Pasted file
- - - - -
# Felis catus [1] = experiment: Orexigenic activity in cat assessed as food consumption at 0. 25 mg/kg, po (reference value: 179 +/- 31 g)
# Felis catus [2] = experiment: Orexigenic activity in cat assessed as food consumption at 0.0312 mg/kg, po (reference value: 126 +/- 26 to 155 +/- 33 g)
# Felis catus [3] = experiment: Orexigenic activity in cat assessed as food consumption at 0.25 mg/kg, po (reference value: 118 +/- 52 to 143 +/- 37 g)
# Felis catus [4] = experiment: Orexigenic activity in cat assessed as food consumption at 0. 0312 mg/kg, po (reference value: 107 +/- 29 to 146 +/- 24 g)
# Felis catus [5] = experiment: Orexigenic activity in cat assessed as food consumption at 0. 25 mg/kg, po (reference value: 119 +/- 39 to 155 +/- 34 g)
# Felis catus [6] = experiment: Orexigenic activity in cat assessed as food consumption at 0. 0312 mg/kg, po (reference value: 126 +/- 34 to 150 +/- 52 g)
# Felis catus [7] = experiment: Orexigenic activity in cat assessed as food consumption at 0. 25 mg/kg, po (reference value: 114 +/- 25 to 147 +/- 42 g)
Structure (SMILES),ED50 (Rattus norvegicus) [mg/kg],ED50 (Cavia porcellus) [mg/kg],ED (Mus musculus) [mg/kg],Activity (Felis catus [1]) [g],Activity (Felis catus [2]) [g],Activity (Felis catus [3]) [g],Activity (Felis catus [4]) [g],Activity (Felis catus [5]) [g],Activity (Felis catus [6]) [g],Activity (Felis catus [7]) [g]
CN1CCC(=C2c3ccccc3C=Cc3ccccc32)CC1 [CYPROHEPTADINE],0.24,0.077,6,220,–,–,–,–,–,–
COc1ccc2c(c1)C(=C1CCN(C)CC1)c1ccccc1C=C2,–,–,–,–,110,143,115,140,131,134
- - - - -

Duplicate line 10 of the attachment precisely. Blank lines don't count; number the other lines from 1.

COc1ccc2c(c1)C(=C1CCN(C)CC1)c1ccccc1C=C2,–,–,–,–,110,143,115,140,131,134